Can you compare curvatures in space, spacetime
Yes, you can compare spatial curvature with spacetime curvature. Have a look at this Baez article: "Similarly, in general relativity gravity is not really a 'force', but just a manifestation of the curvature of spacetime. Note: not the curvature of space, but of spacetime. The distinction is crucial". There's sometimes some confusion concerning curved spacetime and curved space. Curved spacetime is not curved space and curved time. It's a curvature of "the metric". A curvature in your plot of measurements, as it were.
and hidden space?
I don't know anything about hidden space I'm afraid.
Spacetime curvature is given by the cosmological constant, that produces a De-Sitter spacetime. It is non-zero.
Spacetime curvature usually relates to the tidal force and the second derivative of gravitational potential. Have a google on that. Then check out the De Sitter universe on Wikipedia where you can read that it "models the universe as spatially flat". There's room for confusion here. I'll try to clarify...
But space curvature is nearly zero (how close to zero, compared to the cosmological constant?)
See Einstein talking about a gravitational field as space that's "neither homogeneous nor isotropic". Then see this paper which says curved spacetime is the same thing as inhomogeneous space. Then note how the FLRW metric starts with "the assumption of homogeneity and isotropy of space". That's a reasonable assumption wherein we might claim there's no overall gravitational field in the universe, because it didn't collapse when it was small and dense. Note that spacetime is curved because the universe is expanding, but that this isn't the same as the spacetime curvature of a gravitational field. In the former situation space is inhomogeneous over time, in the latter it's inhomogeneous across space.
If we accept Kaluza-Klein derived theories (I like to believe that that encompasses string theory and M-theory as well, but one is never sure these days), then one would expect that curvatures of hidden dimensions are huge to be able to stay hidden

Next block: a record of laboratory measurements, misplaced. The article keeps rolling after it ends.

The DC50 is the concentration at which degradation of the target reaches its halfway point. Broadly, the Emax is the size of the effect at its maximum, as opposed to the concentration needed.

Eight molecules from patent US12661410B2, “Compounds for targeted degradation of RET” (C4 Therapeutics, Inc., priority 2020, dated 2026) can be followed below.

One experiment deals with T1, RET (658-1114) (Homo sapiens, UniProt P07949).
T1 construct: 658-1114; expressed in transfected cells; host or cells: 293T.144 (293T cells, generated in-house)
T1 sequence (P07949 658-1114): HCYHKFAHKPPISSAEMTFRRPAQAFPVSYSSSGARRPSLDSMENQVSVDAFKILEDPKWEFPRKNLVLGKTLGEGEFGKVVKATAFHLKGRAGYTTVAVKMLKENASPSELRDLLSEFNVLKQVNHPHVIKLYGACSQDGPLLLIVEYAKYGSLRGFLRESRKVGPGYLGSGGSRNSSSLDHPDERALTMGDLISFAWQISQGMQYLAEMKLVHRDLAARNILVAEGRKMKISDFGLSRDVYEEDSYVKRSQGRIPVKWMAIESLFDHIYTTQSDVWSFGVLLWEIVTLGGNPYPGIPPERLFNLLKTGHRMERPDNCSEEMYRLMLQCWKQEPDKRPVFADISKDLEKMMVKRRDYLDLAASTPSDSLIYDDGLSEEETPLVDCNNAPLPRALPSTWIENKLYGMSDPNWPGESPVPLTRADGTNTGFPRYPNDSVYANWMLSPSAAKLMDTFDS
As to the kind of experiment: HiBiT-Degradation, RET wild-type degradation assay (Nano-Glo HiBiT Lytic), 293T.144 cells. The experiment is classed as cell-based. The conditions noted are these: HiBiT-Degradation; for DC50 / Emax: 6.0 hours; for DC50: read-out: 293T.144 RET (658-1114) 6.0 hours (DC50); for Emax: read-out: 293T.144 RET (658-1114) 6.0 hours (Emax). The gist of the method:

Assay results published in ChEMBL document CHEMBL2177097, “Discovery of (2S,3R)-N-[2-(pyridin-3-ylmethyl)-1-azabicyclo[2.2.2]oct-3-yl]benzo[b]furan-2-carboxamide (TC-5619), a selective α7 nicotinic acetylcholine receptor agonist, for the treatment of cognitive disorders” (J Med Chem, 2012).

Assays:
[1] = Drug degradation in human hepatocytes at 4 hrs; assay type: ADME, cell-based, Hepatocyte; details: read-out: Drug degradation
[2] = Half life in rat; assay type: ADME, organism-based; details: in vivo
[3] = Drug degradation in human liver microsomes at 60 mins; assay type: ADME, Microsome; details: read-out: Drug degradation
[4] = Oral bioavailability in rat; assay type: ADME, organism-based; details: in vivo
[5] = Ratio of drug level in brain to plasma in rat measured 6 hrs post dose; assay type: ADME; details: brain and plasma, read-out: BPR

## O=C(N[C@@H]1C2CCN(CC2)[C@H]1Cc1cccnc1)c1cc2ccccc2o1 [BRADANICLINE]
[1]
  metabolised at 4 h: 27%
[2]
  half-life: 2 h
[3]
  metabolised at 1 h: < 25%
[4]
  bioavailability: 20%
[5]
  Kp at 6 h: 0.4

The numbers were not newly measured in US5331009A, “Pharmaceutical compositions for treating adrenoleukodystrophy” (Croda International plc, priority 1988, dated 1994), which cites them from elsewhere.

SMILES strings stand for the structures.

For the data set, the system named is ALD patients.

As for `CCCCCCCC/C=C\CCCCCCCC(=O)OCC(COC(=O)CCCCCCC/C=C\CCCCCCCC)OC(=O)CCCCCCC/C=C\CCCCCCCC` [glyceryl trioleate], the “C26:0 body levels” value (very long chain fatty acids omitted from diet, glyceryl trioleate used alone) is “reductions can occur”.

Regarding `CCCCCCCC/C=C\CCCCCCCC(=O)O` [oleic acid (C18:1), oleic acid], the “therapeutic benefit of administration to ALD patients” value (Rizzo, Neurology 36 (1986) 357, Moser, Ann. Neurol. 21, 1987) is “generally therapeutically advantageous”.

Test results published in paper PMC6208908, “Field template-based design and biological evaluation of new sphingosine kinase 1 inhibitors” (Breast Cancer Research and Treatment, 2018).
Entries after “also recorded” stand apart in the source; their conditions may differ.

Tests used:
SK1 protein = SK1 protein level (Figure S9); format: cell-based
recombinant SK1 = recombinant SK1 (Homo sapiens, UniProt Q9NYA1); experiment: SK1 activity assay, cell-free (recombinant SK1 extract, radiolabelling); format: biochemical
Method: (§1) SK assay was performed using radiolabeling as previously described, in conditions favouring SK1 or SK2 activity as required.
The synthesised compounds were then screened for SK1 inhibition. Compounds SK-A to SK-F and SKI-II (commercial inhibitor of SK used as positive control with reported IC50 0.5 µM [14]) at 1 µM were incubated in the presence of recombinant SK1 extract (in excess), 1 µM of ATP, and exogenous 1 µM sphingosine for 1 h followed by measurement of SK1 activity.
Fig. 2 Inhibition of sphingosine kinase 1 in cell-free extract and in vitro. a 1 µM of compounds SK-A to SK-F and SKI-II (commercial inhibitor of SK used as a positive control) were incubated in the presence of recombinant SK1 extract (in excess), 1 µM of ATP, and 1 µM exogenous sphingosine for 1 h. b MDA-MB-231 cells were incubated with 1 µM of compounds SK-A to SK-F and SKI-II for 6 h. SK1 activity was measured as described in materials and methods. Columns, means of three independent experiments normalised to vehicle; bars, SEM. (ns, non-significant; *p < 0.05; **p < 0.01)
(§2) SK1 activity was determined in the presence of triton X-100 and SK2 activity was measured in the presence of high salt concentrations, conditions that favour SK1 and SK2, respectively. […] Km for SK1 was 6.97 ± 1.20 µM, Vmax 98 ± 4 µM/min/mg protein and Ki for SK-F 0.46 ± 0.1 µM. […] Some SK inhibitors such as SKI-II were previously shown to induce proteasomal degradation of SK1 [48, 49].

There's no supporting evidence for string theory or M theory or any hidden dimensions.
Can we compare the curvature of a typical Kaluza-Klein theory compactification with the curvature of the cosmological constant?
I would say no, because they're chalk and cheese.
what about the curvature of the U(1) electromagnetic gauge dimension?
I would encourage you to pursue this. Check out electromagnetic geometry and things like this by Percy Hammond: "We conclude that the field describes the curvature that characterizes the electromagnetic interaction". For an analogy, imagine you're standing on a headland overlooking a flat calm sea near an estuary. You see a single wave, and you notice that its path curves a little. That's because there's a salinity gradient in the water, which is inhomogeneous. The wave is standing in for a photon, and the inhomogeneous water is standing in for a gravitational field. Now look at the surface of the sea where the wave is. It's curved.
can one express the 1/137 coupling constant of electromagnetism as a curvature?
Not directly, because it's running constant. See NIST. At an energy corresponding to the mass of the W boson : "α(mW) is approximately 1/128 compared with its zero-energy value of approximately 1/137. Thus the famous number 1/137 is not unique or especially fundamental".